The new UFC middleweight champion is a firm believer that styles making fights. Having defeated Israel Adesanya three times, two in kickboxing and the last one in MMA at UFC 281, Alex Pereira gave his thoughts on why it may be time for the ‘Last Stylebender’ to understand that his way of fighting just does not match up well with the Brazilian’s.
To drive his point home even further, Pereira shared a personal story during an interview with Super Lutas (h/t CrashMMA). In the conversation, ‘Poatan’ revealed how he lost three amateur kickboxing matches to the same man and attributes the defeats to their styles just not matching up well for him.
Although he does not name the man who defeated him three times before, ‘Poatan’ believes he would lose again to said fighter even today—despite that fact that the mysterious foe is apparently already retired. The way Pereira sees it, Adesanya would benefit from accepting this mindset before pursuing another shot at revenge.
“I’m going to say something that I’ve never told anyone,” Pereira said. “I have 28 fights in amateur. I won 25 of them by knockout. I lost three fights. Three times to the same guy. In amateur, three fights. I don’t understand why. But now I do. The styles don’t match.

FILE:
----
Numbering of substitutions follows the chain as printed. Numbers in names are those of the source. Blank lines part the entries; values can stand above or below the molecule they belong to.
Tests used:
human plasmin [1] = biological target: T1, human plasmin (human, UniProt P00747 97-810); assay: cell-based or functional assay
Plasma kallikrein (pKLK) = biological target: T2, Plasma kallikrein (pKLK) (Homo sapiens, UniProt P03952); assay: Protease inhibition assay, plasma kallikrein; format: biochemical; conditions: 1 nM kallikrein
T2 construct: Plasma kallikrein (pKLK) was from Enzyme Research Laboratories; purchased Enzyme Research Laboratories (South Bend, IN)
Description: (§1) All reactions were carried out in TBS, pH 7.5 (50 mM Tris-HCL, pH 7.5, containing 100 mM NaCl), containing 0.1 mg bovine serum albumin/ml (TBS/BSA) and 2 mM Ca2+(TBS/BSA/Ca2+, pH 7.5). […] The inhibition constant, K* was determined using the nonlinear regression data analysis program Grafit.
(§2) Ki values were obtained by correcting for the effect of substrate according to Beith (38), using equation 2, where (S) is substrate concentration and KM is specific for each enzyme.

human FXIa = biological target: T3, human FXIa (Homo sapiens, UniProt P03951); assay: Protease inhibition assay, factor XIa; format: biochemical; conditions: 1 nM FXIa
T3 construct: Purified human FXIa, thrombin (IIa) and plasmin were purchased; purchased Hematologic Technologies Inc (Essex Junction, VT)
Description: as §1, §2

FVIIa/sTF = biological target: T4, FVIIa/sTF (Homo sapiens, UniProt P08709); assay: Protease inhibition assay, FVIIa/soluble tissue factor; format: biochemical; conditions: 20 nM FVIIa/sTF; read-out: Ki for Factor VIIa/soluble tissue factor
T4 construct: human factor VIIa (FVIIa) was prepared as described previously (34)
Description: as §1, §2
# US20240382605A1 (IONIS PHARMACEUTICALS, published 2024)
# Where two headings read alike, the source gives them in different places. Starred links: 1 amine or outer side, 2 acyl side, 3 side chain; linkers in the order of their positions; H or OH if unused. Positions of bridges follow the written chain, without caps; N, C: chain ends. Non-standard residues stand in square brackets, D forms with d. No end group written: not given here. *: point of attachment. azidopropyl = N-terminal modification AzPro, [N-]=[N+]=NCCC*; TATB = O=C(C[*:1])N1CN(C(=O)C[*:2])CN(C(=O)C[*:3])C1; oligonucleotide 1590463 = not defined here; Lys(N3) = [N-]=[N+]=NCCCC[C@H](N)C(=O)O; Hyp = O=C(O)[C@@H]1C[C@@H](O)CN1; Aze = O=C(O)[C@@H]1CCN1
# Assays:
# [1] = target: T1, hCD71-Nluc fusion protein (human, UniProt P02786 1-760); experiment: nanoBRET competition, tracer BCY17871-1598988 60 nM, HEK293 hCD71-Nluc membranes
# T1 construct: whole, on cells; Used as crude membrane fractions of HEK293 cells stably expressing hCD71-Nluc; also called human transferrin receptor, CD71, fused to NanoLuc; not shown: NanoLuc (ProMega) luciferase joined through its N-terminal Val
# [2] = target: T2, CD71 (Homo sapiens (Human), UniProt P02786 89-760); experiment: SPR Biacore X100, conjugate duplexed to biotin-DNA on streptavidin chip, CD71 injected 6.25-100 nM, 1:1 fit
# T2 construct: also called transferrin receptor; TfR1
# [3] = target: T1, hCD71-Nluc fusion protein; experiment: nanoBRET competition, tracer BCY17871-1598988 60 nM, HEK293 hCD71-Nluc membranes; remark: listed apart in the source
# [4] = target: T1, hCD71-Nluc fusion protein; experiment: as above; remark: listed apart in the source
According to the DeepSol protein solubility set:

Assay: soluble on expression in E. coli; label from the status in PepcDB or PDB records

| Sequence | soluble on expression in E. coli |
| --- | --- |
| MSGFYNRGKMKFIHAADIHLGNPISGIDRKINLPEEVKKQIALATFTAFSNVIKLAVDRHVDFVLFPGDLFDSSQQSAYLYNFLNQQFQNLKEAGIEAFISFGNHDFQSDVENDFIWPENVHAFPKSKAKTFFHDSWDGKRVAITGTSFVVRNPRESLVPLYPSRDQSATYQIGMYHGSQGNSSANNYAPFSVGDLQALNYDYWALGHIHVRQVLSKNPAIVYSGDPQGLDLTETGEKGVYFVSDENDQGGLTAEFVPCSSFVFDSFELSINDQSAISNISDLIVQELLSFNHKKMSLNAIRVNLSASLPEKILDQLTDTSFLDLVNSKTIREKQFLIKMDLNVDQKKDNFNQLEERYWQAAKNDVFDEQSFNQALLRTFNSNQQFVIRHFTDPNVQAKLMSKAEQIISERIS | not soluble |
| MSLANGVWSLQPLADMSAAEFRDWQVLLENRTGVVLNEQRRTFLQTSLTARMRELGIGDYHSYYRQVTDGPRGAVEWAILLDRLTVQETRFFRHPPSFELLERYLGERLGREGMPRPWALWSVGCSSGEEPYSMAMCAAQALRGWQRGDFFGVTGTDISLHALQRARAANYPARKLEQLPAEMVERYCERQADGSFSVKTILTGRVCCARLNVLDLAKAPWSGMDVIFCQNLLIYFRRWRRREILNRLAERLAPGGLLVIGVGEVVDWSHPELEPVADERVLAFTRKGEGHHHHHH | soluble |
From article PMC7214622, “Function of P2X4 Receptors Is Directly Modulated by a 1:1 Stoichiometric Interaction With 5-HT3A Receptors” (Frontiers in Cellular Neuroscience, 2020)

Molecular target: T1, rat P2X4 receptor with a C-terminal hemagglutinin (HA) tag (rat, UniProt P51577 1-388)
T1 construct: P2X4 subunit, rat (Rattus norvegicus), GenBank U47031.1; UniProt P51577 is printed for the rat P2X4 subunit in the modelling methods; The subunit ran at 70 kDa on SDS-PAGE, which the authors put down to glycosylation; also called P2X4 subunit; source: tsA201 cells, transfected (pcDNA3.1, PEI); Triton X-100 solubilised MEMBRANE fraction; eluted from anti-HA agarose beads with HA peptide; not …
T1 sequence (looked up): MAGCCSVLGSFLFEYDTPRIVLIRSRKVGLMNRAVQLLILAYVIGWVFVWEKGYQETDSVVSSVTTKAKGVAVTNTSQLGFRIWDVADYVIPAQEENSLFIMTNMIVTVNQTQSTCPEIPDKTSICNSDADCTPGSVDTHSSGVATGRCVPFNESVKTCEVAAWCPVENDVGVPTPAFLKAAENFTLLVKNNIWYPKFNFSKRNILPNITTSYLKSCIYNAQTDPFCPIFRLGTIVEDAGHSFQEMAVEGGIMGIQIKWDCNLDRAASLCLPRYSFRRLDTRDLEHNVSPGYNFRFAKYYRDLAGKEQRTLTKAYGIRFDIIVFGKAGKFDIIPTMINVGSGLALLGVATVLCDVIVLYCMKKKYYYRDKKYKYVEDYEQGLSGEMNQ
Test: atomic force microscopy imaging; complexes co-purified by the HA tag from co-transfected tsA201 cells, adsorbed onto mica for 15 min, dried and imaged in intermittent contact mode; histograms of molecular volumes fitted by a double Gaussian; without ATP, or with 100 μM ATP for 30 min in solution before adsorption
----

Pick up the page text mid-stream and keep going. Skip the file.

“The guy has stopped fighting,” Alex added. “If I fought him again today, I think I’d lose again. Even though he’s done fighting, if I fought him, I would lose. If I fought him 10 times, I’ll lose. Adesanya needs to get that, the same way Whittaker did. He just doesn’t accept it.”
Apparently Alex Pereira lost to the same guy 3 times in amateur pic.twitter.com/avvICxZEgB— Manolo (@manny_mma_) November 24, 2022
Alex Pereira (7-1) became the new UFC middleweight champion when he TKO’d Adesanya at UFC 281, earlier this month. The win put ‘Poatan’ on a four-fight victorious streak in the UFC, with wins over Andreas Michailidis, Bruno Silva and Sean Strickland before defeating his former kickboxing rival. The 35-year-old’s sole MMA loss remains a submission defeat to Quemuel Ottoni, back in October 2015.